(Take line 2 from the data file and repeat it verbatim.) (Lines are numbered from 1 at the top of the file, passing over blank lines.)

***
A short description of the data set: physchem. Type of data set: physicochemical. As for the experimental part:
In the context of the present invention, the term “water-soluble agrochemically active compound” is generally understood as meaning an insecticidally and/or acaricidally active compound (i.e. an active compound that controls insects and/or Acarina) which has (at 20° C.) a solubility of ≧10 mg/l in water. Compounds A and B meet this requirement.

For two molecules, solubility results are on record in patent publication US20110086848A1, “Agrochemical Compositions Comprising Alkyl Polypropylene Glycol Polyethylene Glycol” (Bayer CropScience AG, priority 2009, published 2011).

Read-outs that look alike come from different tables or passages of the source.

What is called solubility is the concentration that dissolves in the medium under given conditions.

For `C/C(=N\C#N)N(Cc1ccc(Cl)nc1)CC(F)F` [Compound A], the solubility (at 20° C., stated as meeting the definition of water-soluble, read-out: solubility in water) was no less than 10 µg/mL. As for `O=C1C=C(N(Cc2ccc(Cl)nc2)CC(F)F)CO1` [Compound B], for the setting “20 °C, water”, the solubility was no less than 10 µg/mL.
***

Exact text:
In the context of the present invention, the term “water-soluble agrochemically active compound” is generally understood as meaning an insecticidally and/or acaricidally active compound (i.e. an active compound that controls insects and/or Acarina) which has (at 20° C.) a solubility of ≧10 mg/l in water. Compounds A and B meet this requirement.